Tawau or formerly known as Tawao, is a town and administrative center of the Tawau Division, in the eastern part of Sabah state, Malaysia. From the geographical point of view, Tawau is bordered by the Sulu Sea to the east and the Celebes Sea to the south at Cowie Bay. It also shares a border with North Kalimantan, being the third biggest town in Sabah following the state capital Kota Kinabalu and Sandakan. In 1893, the first British merchant vessel made it to its waters, marking the opening of the town’s sea port. Following the event, British opened its first settlement in the area five years later under the guise of British North Borneo Company (BNBC). BNBC later driven the population growth of the area by allowing and even further encouraging mass immigration of Chinese settlers.
Tawau was later destroyed alongside other towns in Sabah during the Japanese occupation of North Borneo and restoration works begun post-war. Later on, after the formation of the Federation of Malaysia, Tawau became a major point of conflict during the Indonesia-Malaysia confrontation which happened from 1963 to 1966. Two bombings occurred as well as subsequent shootings happened as Tawau being garrisoned by the British Special Boat Section and Australian Destroyers and combat aircraft. There was even an attempt to poison the water supply as well as curfew being implemented prior to the peace treaty signing in 1966. Tawau then continued to enjoy development till this day with timber, cocoa, oil palm plantations, and prawn farming being its main economic drivers.
There are flights to Tawau from the Kuala Lumpur International Airport (KLIA) which are provided by both Malaysia Airlines and Air Asia. Upon touchdown, from the airport, guests can hail up a taxi or public transportation to go around Tawau.
People driving from Kota Kinabalu may drive via Jalan Tawau - Keningau for immediate access to Tawau. The journey could take up around seven hours depending on the traffic situation.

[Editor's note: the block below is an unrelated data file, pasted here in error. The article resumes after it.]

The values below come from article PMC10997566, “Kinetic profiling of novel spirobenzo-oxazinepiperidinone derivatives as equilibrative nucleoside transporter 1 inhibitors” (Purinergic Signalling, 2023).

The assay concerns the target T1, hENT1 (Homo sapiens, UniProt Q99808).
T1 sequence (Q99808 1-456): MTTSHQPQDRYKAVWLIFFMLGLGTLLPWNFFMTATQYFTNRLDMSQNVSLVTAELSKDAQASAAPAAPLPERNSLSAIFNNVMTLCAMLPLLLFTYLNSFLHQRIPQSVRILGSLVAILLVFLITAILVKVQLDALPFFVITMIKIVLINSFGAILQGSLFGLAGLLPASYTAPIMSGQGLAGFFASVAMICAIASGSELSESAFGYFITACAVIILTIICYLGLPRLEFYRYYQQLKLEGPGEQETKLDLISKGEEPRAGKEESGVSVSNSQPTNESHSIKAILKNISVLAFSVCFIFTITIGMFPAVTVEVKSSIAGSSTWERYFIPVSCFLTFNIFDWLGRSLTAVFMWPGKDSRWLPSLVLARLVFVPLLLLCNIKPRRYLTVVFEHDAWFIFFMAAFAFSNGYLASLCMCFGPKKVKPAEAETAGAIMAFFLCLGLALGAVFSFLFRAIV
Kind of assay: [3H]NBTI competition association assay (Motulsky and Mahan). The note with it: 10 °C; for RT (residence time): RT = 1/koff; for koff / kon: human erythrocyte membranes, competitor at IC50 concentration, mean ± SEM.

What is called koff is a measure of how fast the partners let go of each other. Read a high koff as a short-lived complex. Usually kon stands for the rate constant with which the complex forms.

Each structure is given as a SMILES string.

Tawau Hills National Park is established in 1979, being a water catchment protection area where at least seven rivers would originate from this particular park. Located 24 kilometers away from town, it is managed by the Sabah Parks, comprising 279.72 square kilometers of lowland dipterocarp rainforest which are totally surrounded by oil palm and cacao plantations. Upon entering the area, one can find that there are park headquarters, picnic areas, camping sites chalets and hostels operated the Sabah Parks staff cooperative, KOKTAS. There are also natural trails leading to waterfalls and hot springs, which are abundantly present due to the area’s rugged volcanic landscapes.
With Tawau’s status of being the exporter of cocoa, this location certainly plays to that particular strength. Being the only one of its kind in the country, Teck Guan Cocoa Village, without doubt, is the chocolate counterpart to the abundant strawberry farms readily available in highland areas in Peninsular Malaysia and the nearby Kundasang. Upon entering, one can find the cocoa processing plant and manufacturing factory, which would give a deeper insight and an up close view of the production process of cocoa. There are also a multitude of cocoa products available for purchase, ranging from hot chocolate beverages to chocolate jams. It is open from Monday to Friday at 8 am to 5 pm and Saturday at 8 am to 1 pm with the admission fee of a hundred ringgit for five persons with guided tours. Note that advanced booking is necessary to prevent disappointment at the end of the day.
A wonderful four-star hotel situated at Eastern Plaza Mile 1. At a very reasonable rate and close proximities to some of the attractions in Tawau, this hotel offers comfort and elegant stay with a wide range of facilities and services like business centers, coffee shop, laundry services, concierge, money changer and restaurant.